Cathepsin C is critical for the release of other cathepsins from lysosomes in leucyl-leucine methyl ester-triggered apoptosis
published: May 23, 2017, recorded: April 2017, views: 2
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Lysosomal detergents are lipophilic bases, which remain captured in acidic vesicles and can induce lysosomal membrane permeabilization (LMP). LMP is a point-of-no-return, followed by cell death, usually mediated by cathepsins. L-Leucyl-leucine methyl ester (LLOMe) is synthetical lysosomotropic detergent, which showed extremely good results in preventing the graft-versus-host disease in vivo by successfully eliminating immune cells of the donor. The mechanism of compound action is dependent on the transferase activity of cathepsin C, which leads to the formation of LeuLeu oligomers with membranolytic potential, leading to lysosomal leakage, release of cathepsins into the cytosol and triggering of cell death. However, the exact mechanism of action and interconnection between different cathepsins were never clarified.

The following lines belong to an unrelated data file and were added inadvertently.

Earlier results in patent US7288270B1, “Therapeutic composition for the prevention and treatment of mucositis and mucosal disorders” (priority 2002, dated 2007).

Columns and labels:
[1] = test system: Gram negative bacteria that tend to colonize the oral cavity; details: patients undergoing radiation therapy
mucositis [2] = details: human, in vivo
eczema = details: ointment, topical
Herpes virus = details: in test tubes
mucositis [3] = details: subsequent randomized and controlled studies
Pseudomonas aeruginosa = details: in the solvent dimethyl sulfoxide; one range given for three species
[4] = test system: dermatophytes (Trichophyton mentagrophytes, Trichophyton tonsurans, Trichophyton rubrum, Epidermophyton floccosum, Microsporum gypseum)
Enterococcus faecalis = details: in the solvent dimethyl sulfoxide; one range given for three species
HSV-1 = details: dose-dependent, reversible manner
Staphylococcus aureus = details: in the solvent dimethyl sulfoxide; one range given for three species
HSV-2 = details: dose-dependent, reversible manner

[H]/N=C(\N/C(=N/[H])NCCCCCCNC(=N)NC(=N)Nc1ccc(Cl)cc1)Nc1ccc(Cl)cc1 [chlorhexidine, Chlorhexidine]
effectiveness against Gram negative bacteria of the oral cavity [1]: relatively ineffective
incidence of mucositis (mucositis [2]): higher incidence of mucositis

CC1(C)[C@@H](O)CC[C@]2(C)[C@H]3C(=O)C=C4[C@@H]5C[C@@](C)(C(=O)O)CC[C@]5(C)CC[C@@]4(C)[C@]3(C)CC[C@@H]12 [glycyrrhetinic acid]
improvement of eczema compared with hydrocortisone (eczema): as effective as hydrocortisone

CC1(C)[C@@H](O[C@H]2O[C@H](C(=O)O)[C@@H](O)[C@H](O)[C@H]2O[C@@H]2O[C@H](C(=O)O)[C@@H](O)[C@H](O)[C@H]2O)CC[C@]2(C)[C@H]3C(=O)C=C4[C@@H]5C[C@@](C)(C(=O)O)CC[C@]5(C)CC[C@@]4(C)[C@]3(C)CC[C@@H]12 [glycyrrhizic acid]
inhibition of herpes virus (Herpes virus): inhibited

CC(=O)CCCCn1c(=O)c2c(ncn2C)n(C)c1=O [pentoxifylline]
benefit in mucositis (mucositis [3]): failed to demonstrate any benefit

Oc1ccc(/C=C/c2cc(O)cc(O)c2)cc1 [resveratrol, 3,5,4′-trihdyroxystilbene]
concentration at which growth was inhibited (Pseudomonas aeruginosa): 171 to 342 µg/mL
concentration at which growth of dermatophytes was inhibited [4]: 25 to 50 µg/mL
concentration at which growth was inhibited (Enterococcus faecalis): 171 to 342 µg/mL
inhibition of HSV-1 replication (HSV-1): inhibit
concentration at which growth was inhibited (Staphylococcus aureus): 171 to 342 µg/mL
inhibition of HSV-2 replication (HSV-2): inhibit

Using several different cell lines containing different levels of individual cathepsins we have shown that incubation of cells with LLOMe leads to a very early increase in lysosomal pH, indicative of LMP, followed by release of cathepsins into the cytosol and subsequent cell death. Both the increase in lysosomal pH and cell death could be prevented by the cathepsin C selective inhibitor GlyPheDMK. In contrast, the broad spectrum cathepsin inhibitor E64d, efficiently prevented cell death, but only partially lysosomal pH increase. According to the results we can speculate that cathepsin C is required for the exit of lysosomal proteins, including the cathepsins, into the cytosol, where the latter then trigger cell death in the next step. This mechanism was confirmed using primary cells double deficient for cathepsins B and L, and cells deficient for the major cytosolic inhibitor of cathepsins stefin B. The different sensitivity of cells to LLOMe is a combination of the levels of different cathepsins, stefin B, as well as other apoptotic proteins, including Bcl2 homologs.
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